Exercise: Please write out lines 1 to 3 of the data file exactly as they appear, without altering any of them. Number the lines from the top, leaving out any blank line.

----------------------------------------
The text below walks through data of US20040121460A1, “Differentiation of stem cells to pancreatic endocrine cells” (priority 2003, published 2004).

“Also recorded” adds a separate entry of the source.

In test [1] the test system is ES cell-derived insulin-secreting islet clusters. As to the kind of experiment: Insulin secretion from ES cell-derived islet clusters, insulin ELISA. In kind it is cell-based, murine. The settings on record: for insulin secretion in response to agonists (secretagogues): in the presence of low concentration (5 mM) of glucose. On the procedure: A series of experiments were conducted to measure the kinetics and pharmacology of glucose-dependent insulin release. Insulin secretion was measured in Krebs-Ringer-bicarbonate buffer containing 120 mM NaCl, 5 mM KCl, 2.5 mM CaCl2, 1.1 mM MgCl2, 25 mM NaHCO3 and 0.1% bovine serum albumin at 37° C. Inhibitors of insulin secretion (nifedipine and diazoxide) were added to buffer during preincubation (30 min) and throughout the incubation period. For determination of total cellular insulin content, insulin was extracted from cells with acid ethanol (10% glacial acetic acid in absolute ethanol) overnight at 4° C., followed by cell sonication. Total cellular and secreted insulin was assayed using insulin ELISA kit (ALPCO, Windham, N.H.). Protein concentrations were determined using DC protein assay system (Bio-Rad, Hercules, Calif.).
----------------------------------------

The text below walks through data of US20040121460A1, “Differentiation of stem cells to pancreatic endocrine cells” (priority 2003, published 2004).

“Also recorded” adds a separate entry of the source.

In test [1] the test system is ES cell-derived insulin-secreting islet clusters. As to the kind of experiment: Insulin secretion from ES cell-derived islet clusters, insulin ELISA. In kind it is cell-based, murine. The settings on record: for insulin secretion in response to agonists (secretagogues): in the presence of low concentration (5 mM) of glucose. On the procedure: A series of experiments were conducted to measure the kinetics and pharmacology of glucose-dependent insulin release. Insulin secretion was measured in Krebs-Ringer-bicarbonate buffer containing 120 mM NaCl, 5 mM KCl, 2.5 mM CaCl2, 1.1 mM MgCl2, 25 mM NaHCO3 and 0.1% bovine serum albumin at 37° C. Inhibitors of insulin secretion (nifedipine and diazoxide) were added to buffer during preincubation (30 min) and throughout the incubation period. For determination of total cellular insulin content, insulin was extracted from cells with acid ethanol (10% glacial acetic acid in absolute ethanol) overnight at 4° C., followed by cell sonication. Total cellular and secreted insulin was assayed using insulin ELISA kit (ALPCO, Windham, N.H.). Protein concentrations were determined using DC protein assay system (Bio-Rad, Hercules, Calif.).